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20 Thoughts from Thomas Aquinas to Ponder During Our 2020 Pandemic

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Duluth, Minnesota (OpEdNews) May 17, 2020: Dover Publications has reissued the Reverend Dr. Matthew Fox's 1992 550-page book Sheer Joy: [Four] Conversations with Thomas Aquinas on Creation Spirituality. Bravo! Bravo! Bravo!

During my undergraduate years (1962-1966) in Jesuit educational institutions, I was captivated with the thought of the medieval Italian Dominican philosopher and theologian St. Thomas Aquinas (c.1225-1274), as expressed in his uncompleted Summa theologiae. I was most notably captivated with his discussion of Aristotle's perceptive account of act and potency, which subsequently informed and animated my work as an educator and my professional publications dedicated to helping people actualize their human potential.

However, during our 2020 Covid-19 pandemic, I have been rereading Matthew Fox's 550-page book Sheer Joy: [Four] Conversations with Thomas Aquinas on Creation Spirituality, in which Fox translates passages from 52 works by Aquinas in Latin.

In a spirit of considerateness for non-Christian theists, I will highlight here the following twenty key relatively non-christocentric passages from St. Thomas Aquinas (c.1225-1274) that Matthew Fox translates in Sheer Joy, and I will provide relevant related reading for each passage.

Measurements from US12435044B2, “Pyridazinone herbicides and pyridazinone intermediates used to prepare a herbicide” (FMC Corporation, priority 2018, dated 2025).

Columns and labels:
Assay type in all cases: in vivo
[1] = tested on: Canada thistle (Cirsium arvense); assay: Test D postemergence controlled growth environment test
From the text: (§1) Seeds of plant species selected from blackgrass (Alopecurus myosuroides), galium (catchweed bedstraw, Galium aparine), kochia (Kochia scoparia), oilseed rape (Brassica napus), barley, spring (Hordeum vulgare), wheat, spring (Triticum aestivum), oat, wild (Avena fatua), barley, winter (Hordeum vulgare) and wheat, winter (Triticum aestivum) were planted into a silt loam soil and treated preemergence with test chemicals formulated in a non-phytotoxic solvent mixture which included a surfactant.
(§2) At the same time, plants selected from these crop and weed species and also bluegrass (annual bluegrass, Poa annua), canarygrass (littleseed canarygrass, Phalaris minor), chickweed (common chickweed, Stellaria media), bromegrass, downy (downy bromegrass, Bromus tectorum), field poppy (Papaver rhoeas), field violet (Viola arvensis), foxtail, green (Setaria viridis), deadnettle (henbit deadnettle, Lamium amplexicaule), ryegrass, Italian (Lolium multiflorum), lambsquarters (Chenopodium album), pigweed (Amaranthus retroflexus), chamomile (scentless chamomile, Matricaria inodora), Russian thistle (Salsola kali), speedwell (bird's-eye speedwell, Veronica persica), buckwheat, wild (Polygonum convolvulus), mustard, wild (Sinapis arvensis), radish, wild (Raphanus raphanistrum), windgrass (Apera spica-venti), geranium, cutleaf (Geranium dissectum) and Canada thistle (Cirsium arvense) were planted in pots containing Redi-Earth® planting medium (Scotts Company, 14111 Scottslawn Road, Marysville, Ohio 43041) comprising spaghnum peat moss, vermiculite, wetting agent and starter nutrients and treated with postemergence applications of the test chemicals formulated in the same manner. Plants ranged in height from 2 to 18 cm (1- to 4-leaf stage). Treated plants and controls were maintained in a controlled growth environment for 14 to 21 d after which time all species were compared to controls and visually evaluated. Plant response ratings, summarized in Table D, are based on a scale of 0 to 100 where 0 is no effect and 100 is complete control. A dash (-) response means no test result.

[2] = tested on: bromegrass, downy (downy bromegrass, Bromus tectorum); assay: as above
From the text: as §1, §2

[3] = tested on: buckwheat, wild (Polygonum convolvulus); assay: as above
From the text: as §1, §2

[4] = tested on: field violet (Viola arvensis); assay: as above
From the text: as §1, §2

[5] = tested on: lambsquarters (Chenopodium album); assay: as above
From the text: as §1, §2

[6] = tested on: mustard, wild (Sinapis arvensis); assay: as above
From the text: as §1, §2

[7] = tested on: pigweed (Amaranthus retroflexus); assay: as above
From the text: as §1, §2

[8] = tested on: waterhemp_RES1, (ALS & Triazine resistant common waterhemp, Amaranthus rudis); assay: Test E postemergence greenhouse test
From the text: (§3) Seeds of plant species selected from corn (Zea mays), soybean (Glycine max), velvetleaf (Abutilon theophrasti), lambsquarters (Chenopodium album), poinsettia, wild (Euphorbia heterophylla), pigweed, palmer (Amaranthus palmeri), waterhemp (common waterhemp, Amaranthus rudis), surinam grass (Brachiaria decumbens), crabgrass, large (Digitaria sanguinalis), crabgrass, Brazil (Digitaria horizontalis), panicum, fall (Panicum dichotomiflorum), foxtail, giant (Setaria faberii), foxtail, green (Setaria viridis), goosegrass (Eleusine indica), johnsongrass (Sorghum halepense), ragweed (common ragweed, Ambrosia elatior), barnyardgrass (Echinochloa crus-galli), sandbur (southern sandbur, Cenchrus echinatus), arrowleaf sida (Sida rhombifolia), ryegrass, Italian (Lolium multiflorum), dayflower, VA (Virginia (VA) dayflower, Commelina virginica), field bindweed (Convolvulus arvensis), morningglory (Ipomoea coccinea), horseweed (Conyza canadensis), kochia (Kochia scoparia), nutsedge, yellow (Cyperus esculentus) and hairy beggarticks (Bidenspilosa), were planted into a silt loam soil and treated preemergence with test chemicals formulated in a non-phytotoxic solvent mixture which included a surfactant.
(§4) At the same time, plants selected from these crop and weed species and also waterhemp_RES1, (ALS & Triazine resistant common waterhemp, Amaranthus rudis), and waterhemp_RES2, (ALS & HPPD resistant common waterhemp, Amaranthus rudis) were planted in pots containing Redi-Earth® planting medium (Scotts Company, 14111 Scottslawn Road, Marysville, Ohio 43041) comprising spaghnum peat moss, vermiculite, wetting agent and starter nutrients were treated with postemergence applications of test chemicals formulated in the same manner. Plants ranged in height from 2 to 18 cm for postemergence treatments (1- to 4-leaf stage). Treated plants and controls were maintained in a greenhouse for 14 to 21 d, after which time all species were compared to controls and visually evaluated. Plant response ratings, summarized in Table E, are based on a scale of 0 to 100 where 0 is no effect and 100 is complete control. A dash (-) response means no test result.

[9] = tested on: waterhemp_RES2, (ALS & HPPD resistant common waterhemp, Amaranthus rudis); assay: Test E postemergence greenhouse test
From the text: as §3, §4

(1) Quoted on page 62 (but also see pages 63-65): "'There is manifested a kind of circle in existing things, for they have the same beginning [i.e., God] and the same end [i.e., God],'" Fox's Source: Aquinas' Commentary on Dionysius' De divinis nominibus (1261?).

For related reading, see the 1987 book Pseudo-Dionysius: The Complete Works, translated by Colm Luibheid; foreword, notes, and translation collaboration by Paul Rorem; preface by Rene Roques; introductions by Jaroslav Pelikan, Jean Leclerq, and Karlfried Froehlich. But for a surprising related reading, also see Donald L. Fixico's 2003 book The American Indian Mind in a Linear World: American Indian Studies and Traditional Knowledge.

(2) Quoted on page 100: "'Sheer Joy is God's, and this demands companionship.'" Fox's Source: Aquinas' Commentary on Peter Lombard's Book of Sentences (1252-1256).

For an accessible introduction to Peter Lombard, see Philipp W. Roseman's 2004 book Peter Lombard.

(3) Quoted on pages 106 and 105, respectively: "'God is a fountain of total beauty, the most beautiful and the super-beautiful.'" Fox's Source: Aquinas' Commentary on Dionysius's De Causis (1261?).

For a surprising related reading, see Carl Safina's 2020 book Becoming Wild: How Animal Cultures Raise Families, Create Beauty, and Achieve Peace.

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Thomas James Farrell is professor emeritus of writing studies at the University of Minnesota Duluth (UMD). He started teaching at UMD in Fall 1987, and he retired from UMD at the end of May 2009. He was born in 1944. He holds three degrees from Saint Louis University (SLU): B.A. in English, 1966; M.A.(T) in English 1968; Ph.D.in higher education, 1974. On May 16, 1969, the editors of the SLU student newspaper named him Man of the Year, an honor customarily conferred on an administrator or a faculty member, not on a graduate student -- nor on a woman up to that time. He is the proud author of the book (more...)

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